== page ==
“The banana blossom chicken salad is probably one of the most popular dishes we’ve ever had. It’s all the punchy, fresh flavours we love, and the customers seem to agree. The peanut butter parfait is also so popular,” Ben said.

“We’ve also shrunk our wine list and upped the amount of local wines we are listing due to demand.”

Part Time Lover – Pilgrim Lane

(Image source: Part Time Lover Facebook)

‘Rattled’, ‘shell-shocked’ and ‘isolated’ were some of the words described by co-owner Luke Turton when recounting the lockdown situation.

Part Time Lover did not qualify for JobKeeper for their casual staff members which was a heartbreaking outcome for the new kid on the restaurant block. “We all had worked so hard on this restaurant and we had to disband,” Luke said. 

Part Time Lover is in the same boat as every other hospitality venue as restrictions are easing and are only allowing 20 guests indoors to dine.

“Prior to that, we were in lockdown for most of the time and then we went to a ‘Lover at Home’ business model where we would prepare meals that were packaged in a way that you could ‘heat and eat’,” Luke said.

This mid-century venue is bursting at the seams with design; both graphically and interior. The food is an accumulation of flavours over a particular cuisine making it ‘modern Australian’ and has a vibe described by Luke as “a disco party”.

Part Time Lover enjoys food, music and booze – and they connect you with these three intertwined elements.

(Image source: Part Time Lover Facebook)

This is not your typical dining rodeo and Part Time Lover don’t talk of popular dishes, they talk of vibe…

“Only got fifteen minutes? We got you. Looking to celebrate and try flavours that you’ve never tried before? We got you. Looking for a harbour to gather yourself/yourselves? We got you. We vibe,” Luke said.

Luke described hospitality as a “part of the fabric of the community. It is an industry that employs the most youth of the country. It is where we go to connect. Part Time Lover is focussed on this nuance”.

Gaja by Sashi – Pirie Street

(Image source: Gaja by Sashi Facebook)

Former MasterChef Australia winner, Sashi Cheliah, and his newly minted Pirie street restaurant Gaja by Sashi, was too affected by storm COVID-19.

Sashi closed his restaurant for the first 6 weeks as it was not operationally productive to run a kitchen that was not designed for take away or delivery.

“Most delivery companies were charging the same 30 per cent or more during the pandemic period and it was not a cost-effective idea to implement a new system during the uncertain period,” Sashi said.

Once the Jobkeeper was approved, Sashi designed a simple takeaway and delivery menu using a small team to operate in the kitchen focusing on minimum wastage and packaging. His team, and even Sashi himself, were doing the delivery within 5km radius to save operating costs.

Going back to some sort of normality means everything to Sashi, “I am able to continue giving employment to my team. I am passionate about hospitality and serving my customers great flavours. That’s why ‘flavour is my hometown’.”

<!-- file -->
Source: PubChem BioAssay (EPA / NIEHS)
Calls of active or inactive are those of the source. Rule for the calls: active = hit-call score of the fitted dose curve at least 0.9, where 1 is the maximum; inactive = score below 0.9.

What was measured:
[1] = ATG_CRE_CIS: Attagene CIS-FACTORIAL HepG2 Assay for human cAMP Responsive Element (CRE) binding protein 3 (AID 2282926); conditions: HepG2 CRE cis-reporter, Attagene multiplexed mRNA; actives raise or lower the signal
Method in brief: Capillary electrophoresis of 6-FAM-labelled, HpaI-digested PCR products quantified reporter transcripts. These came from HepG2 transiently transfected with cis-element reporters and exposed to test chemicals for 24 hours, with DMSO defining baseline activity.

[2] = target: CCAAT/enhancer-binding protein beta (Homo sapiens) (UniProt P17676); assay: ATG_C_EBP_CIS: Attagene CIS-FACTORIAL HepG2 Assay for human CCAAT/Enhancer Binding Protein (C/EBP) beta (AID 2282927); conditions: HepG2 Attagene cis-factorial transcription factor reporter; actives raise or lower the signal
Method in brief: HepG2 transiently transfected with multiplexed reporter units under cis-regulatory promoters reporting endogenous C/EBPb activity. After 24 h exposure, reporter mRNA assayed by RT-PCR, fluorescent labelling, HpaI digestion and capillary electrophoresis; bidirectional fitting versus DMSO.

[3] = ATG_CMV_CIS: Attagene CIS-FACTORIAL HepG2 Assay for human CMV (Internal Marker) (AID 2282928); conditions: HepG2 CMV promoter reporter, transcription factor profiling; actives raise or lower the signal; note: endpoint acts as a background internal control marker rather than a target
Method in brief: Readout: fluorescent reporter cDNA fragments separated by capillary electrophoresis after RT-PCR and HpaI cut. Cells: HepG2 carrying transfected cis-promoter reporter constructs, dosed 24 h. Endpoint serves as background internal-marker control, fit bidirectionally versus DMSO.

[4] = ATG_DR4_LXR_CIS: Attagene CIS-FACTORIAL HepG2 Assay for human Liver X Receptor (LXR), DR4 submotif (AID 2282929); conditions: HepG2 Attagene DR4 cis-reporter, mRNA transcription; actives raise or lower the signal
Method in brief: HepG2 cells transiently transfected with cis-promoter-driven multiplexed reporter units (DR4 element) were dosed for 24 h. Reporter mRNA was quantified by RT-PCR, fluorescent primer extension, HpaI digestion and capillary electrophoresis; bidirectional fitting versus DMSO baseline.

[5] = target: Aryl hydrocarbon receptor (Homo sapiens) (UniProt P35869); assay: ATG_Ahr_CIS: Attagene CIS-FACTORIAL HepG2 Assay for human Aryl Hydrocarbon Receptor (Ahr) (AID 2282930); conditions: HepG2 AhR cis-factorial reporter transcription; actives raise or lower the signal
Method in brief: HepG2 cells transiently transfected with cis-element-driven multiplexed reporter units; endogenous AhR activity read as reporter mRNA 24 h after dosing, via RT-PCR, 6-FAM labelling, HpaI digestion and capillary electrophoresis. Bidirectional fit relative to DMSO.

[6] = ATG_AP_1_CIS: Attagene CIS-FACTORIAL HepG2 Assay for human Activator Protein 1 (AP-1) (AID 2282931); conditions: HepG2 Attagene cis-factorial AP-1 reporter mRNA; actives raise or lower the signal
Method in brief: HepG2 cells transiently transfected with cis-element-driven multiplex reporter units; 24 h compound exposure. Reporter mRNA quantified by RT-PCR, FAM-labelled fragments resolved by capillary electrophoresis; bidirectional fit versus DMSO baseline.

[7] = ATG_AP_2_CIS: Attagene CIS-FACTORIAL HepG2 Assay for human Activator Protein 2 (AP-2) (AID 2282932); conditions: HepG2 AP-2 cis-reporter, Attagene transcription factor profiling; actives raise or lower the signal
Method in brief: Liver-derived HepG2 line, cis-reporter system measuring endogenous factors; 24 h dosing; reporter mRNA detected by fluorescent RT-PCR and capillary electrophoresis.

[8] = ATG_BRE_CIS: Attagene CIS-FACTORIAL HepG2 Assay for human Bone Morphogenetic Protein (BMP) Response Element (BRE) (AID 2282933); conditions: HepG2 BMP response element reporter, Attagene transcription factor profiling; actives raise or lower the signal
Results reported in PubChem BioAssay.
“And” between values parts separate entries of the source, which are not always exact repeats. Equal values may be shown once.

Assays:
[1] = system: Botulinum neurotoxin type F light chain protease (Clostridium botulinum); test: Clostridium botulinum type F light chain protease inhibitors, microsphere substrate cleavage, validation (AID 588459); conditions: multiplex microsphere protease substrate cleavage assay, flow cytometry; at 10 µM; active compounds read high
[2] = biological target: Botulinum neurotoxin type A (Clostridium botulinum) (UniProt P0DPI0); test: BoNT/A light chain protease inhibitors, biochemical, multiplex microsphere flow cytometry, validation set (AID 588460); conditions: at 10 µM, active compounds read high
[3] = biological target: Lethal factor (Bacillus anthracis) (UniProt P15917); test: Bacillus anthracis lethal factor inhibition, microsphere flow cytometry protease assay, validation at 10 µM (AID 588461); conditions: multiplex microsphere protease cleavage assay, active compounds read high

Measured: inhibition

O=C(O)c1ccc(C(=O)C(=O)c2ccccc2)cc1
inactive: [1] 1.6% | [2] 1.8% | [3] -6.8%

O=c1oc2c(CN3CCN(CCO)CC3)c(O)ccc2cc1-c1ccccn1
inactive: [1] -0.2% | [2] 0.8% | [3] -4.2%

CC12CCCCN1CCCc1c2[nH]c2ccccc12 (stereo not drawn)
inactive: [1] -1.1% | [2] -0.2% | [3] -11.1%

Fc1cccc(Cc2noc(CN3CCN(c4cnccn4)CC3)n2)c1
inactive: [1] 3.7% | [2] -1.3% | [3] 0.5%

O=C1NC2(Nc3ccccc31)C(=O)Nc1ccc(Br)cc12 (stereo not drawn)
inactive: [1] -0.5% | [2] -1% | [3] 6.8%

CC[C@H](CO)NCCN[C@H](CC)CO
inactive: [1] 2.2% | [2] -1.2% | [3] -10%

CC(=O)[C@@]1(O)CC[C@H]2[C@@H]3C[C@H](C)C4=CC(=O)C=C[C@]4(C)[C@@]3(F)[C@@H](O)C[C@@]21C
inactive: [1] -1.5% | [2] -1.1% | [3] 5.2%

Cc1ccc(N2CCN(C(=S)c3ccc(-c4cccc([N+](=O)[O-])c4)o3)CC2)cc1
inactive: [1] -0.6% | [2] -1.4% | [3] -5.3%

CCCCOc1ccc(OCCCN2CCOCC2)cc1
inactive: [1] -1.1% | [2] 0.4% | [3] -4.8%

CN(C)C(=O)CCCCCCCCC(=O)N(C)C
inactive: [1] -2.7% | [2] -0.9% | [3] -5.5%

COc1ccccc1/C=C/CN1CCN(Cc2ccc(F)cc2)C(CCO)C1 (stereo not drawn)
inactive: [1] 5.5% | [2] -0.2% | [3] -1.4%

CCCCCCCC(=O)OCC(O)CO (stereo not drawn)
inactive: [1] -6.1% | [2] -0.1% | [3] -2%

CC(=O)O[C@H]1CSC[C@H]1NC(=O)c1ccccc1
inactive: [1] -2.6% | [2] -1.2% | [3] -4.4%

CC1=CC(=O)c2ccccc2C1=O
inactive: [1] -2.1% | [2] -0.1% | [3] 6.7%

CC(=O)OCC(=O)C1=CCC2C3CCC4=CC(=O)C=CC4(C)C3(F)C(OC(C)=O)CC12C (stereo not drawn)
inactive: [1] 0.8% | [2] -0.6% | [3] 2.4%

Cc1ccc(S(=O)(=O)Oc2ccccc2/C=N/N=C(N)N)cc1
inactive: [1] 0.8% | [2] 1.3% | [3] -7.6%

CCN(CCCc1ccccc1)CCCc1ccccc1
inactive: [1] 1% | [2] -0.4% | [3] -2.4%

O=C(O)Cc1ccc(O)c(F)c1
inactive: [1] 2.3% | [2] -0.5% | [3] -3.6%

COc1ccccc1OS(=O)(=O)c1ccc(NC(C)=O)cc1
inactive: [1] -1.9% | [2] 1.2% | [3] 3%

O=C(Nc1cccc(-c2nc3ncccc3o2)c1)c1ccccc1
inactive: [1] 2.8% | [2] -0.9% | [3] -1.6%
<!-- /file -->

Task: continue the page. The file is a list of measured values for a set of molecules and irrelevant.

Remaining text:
Gaja by Sashi is an Asian inspired restaurant incorporating classic dishes and flavours from India, Singapore and Malaysia. Designed around share plates, their food is authentically true to taste, bold, robust and full to the brim with flavours.

“The menu will explore the road less travelled, with dishes that appeal to the curious foodie in us all,” Sashi said.

Menu Highlights

(Image source: Gaja by Sashi Facebook)

Some of the most popular dishes on the menu include chicken pakoda, oyster with green chilli granite, sashimi, tea braised chicken with mushroom, squid and watermelon salad, fish curry and dry pepper beef.

This menu also showcases a great range of signature cocktails and local South Australian wines.

Reflecting philosophically, Sashi said, “Tough times don’t last but tough people do.”

Madre Lievito – Gilbert Street

(Image Source: Madre Lievito Facebook)

The authentic tastes of southern Italy with a twist of modernity to accompany it, Madre also found themselves adjusting to a takeaway style of business. 

Co-owner of Madre, Timothy Anderson, was uncertain as to what the future was going to hold which caused much angst amongst everyone in their team. Having only been open for 9 months meant that they too did not qualify for the JobKeeper government initiative.   

“The upside being that as we are a pizza restaurant, it works well as a takeaway item. We set up an online ordering portal and delivery service also so we could keep some of our staff employed as drivers,” Timothy said.

Madre is a traditional but modern Napoletana pizza restaurant. They are also the only pizzeria in Adelaide that uses seawater to make our dough which not only gives the salt content it needs but also minerals and texture you can’t achieve by just adding salt and water to the dough.

The cuisine is focused on Naples, with pizza being the hero.

The aesthetic of the venue is an interior designer’s delight. Timothy describes it as warm and inviting but modern and not over-done. The seating setup means that wherever you are sitting, no one has their back to the kitchen or the entrance; this was designed so that you get to experience the whole space and atmosphere as well as the food. It’s casual but very refined.

Menu Highlights

(Image Source: Madre Lievito Facebook)

Understandably, pizza is the clear standout showcase on Madre’s menu but there are some other popular dishes such as the pizza fritte – which is a calzone that is deep-fried instead of baked. Timothy describes it as, “incredibly light and delicate and the filling is perfectly balanced to create a beautiful dish”.

They also sell a lot of the Babo Sangiovese (Italian wine) which is said to be a match made in pizza and vino heaven.

Timothy and the team are looking forward to getting back to business and providing people with an excellent dining experience – something in which we all clearly missed.